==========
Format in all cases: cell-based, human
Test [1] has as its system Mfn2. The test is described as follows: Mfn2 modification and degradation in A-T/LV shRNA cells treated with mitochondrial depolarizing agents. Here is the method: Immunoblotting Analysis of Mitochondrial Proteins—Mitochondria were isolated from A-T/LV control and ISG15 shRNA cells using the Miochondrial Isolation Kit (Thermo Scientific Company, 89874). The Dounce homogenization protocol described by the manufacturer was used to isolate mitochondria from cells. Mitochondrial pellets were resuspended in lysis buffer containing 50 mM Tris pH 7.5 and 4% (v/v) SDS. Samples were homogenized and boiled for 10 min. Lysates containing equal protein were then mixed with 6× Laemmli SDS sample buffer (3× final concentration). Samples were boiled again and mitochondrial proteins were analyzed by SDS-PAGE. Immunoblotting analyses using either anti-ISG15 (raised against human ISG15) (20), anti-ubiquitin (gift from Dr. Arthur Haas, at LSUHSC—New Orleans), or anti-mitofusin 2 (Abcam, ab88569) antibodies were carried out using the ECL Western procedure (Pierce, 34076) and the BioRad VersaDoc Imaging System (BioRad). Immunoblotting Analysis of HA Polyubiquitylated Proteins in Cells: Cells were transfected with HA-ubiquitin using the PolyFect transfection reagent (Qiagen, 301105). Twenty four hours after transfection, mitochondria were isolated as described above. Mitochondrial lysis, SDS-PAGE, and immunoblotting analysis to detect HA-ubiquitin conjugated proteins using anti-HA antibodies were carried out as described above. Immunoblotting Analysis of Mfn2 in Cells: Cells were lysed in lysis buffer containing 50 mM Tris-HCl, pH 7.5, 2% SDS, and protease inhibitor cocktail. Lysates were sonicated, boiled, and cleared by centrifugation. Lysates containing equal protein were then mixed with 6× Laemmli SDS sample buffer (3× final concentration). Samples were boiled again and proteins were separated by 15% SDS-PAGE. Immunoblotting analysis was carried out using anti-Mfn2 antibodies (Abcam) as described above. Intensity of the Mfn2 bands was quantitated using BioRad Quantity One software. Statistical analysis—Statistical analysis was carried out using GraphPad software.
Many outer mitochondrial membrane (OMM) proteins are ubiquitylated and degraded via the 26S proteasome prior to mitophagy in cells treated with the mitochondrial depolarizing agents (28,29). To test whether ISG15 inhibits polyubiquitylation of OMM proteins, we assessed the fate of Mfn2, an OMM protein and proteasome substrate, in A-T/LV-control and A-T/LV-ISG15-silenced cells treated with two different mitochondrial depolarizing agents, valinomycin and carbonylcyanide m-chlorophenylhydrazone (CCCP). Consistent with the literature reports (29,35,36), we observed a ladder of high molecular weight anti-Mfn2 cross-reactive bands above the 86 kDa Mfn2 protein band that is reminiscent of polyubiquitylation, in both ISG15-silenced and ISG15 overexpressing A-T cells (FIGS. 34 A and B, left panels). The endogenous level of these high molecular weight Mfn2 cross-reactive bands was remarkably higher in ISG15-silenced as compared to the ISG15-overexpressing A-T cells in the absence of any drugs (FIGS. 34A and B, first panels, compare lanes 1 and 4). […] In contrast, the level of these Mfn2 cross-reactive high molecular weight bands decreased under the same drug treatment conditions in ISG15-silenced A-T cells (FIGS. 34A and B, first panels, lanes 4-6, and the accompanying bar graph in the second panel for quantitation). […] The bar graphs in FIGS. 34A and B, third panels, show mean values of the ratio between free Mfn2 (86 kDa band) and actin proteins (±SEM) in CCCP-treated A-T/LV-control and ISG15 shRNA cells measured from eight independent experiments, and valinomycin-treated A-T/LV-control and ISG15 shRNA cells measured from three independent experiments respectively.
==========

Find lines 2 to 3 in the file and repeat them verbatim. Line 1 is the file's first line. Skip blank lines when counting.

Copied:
Test [1] has as its system Mfn2. The test is described as follows: Mfn2 modification and degradation in A-T/LV shRNA cells treated with mitochondrial depolarizing agents. Here is the method: Immunoblotting Analysis of Mitochondrial Proteins—Mitochondria were isolated from A-T/LV control and ISG15 shRNA cells using the Miochondrial Isolation Kit (Thermo Scientific Company, 89874). The Dounce homogenization protocol described by the manufacturer was used to isolate mitochondria from cells. Mitochondrial pellets were resuspended in lysis buffer containing 50 mM Tris pH 7.5 and 4% (v/v) SDS. Samples were homogenized and boiled for 10 min. Lysates containing equal protein were then mixed with 6× Laemmli SDS sample buffer (3× final concentration). Samples were boiled again and mitochondrial proteins were analyzed by SDS-PAGE. Immunoblotting analyses using either anti-ISG15 (raised against human ISG15) (20), anti-ubiquitin (gift from Dr. Arthur Haas, at LSUHSC—New Orleans), or anti-mitofusin 2 (Abcam, ab88569) antibodies were carried out using the ECL Western procedure (Pierce, 34076) and the BioRad VersaDoc Imaging System (BioRad). Immunoblotting Analysis of HA Polyubiquitylated Proteins in Cells: Cells were transfected with HA-ubiquitin using the PolyFect transfection reagent (Qiagen, 301105). Twenty four hours after transfection, mitochondria were isolated as described above. Mitochondrial lysis, SDS-PAGE, and immunoblotting analysis to detect HA-ubiquitin conjugated proteins using anti-HA antibodies were carried out as described above. Immunoblotting Analysis of Mfn2 in Cells: Cells were lysed in lysis buffer containing 50 mM Tris-HCl, pH 7.5, 2% SDS, and protease inhibitor cocktail. Lysates were sonicated, boiled, and cleared by centrifugation. Lysates containing equal protein were then mixed with 6× Laemmli SDS sample buffer (3× final concentration). Samples were boiled again and proteins were separated by 15% SDS-PAGE. Immunoblotting analysis was carried out using anti-Mfn2 antibodies (Abcam) as described above. Intensity of the Mfn2 bands was quantitated using BioRad Quantity One software. Statistical analysis—Statistical analysis was carried out using GraphPad software.
Many outer mitochondrial membrane (OMM) proteins are ubiquitylated and degraded via the 26S proteasome prior to mitophagy in cells treated with the mitochondrial depolarizing agents (28,29). To test whether ISG15 inhibits polyubiquitylation of OMM proteins, we assessed the fate of Mfn2, an OMM protein and proteasome substrate, in A-T/LV-control and A-T/LV-ISG15-silenced cells treated with two different mitochondrial depolarizing agents, valinomycin and carbonylcyanide m-chlorophenylhydrazone (CCCP). Consistent with the literature reports (29,35,36), we observed a ladder of high molecular weight anti-Mfn2 cross-reactive bands above the 86 kDa Mfn2 protein band that is reminiscent of polyubiquitylation, in both ISG15-silenced and ISG15 overexpressing A-T cells (FIGS. 34 A and B, left panels). The endogenous level of these high molecular weight Mfn2 cross-reactive bands was remarkably higher in ISG15-silenced as compared to the ISG15-overexpressing A-T cells in the absence of any drugs (FIGS. 34A and B, first panels, compare lanes 1 and 4). […] In contrast, the level of these Mfn2 cross-reactive high molecular weight bands decreased under the same drug treatment conditions in ISG15-silenced A-T cells (FIGS. 34A and B, first panels, lanes 4-6, and the accompanying bar graph in the second panel for quantitation). […] The bar graphs in FIGS. 34A and B, third panels, show mean values of the ratio between free Mfn2 (86 kDa band) and actin proteins (±SEM) in CCCP-treated A-T/LV-control and ISG15 shRNA cells measured from eight independent experiments, and valinomycin-treated A-T/LV-control and ISG15 shRNA cells measured from three independent experiments respectively.